health hernia

A hernia generally involves an organ -- like the stomach or intestines -- protruding into a cavity where it shouldn't be.

Lumps and bumps get a little more common as you age. That doesn’t make finding a new one any less worrisome. Hernias are just the sort of bumps that might frighten you, but their bark is often worse than their bite.

A hernia generally involves an organ — like the stomach or intestines — protruding into a cavity where it shouldn’t be. Most hernias affect men over age 40, but they can actually happen to people of all ages. Here’s what you should know about the different kinds of hernias and when you should worry about them.

Groin hernia

There are two kinds of groin hernias that can happen: an inguinal hernia and a femoral hernia. Inguinal hernias are more common and involve the intestine passing through the abdominal wall into the groin or scrotal area. A femoral hernia is similar and shows up as a bulge in the groin, upper thigh, or labia.

Umbilical hernia

These hernias mostly occur at birth, but they can also affect adults. In fact, about 20 percent of babies are born with one. Umbilical hernias develop when the intestine pushes through the umbilical ring — the area where the umbilical cord once passed through. This opening closes up as the baby grows, but can leave a small gap in some cases. Most of these hernias close naturally by age 5. When an umbilical hernia occurs in adults, it can be due to conditions that raise abdominal pressure, like chronic cough, constipation, obesity and straining.

Hiatal hernia

A hiatal hernia is one that you won’t be able to feel on the outside, but you might notice its effects inside your body. This hernia occurs when the stomach pushes up through an opening in your diaphragm and protrudes into your chest. A small hiatal hernia may go unnoticed, but a larger one can give you heartburn as acid goes back up into your esophagus.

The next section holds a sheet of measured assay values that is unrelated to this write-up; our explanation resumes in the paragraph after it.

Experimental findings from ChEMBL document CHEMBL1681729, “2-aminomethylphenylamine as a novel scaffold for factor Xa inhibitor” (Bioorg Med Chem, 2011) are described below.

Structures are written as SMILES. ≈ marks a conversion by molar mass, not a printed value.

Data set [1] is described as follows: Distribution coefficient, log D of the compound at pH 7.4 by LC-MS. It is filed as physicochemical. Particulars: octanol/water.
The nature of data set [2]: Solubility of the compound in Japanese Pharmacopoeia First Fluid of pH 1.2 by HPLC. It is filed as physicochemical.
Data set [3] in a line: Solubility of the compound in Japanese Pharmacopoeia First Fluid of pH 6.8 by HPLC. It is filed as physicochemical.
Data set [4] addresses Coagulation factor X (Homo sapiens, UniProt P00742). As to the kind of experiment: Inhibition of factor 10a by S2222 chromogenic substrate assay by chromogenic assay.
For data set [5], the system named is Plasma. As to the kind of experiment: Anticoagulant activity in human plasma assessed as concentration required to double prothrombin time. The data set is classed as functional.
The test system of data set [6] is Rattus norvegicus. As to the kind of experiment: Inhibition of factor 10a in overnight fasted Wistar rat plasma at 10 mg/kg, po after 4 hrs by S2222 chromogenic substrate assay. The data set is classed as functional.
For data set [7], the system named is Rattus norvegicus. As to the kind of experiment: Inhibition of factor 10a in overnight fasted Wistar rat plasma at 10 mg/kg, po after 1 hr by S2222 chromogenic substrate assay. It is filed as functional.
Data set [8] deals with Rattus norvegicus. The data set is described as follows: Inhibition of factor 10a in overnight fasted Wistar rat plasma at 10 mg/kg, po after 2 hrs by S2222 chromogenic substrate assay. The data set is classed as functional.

Do I need treatment?

Not all hernias need to be treated. Some of them, like umbilical hernias, may get better on their own. If the hernia doesn’t get better on its own, it still might not need treatment, unless it gets worse. Large hiatal hernias, for example, could need to be repaired to alleviate gastric reflux symptoms. While hernias are usually a minor problem, the biggest concern for any type of hernia is strangulation. If the intestine or esophagus that is bulging becomes strangulated, the blood flow is cut off, and it becomes a medical emergency. Loss of blood flow can cause tissue death and infection. Watch for a fast-growing hernia, severe pain, fever, nausea and other signs that you need emergency treatment.

“Discovering a lump that may be a hernia can be concerning, but it is often no cause for alarm,” says Sarah Hilton, a registered nurse. “Get checked out by your doctor to see if your hernia needs treatment.”

Hernias can be a medical emergency, so you shouldn’t ignore one when it shows up. Your doctor can tell you the best way to deal with a hernia and help you get back to doing the things you love without a hernia getting in the way.

Dr. Amy Osmond Cook is a health care technology consultant and VP of marketing at Simplus, a Platinum Salesforce Partner.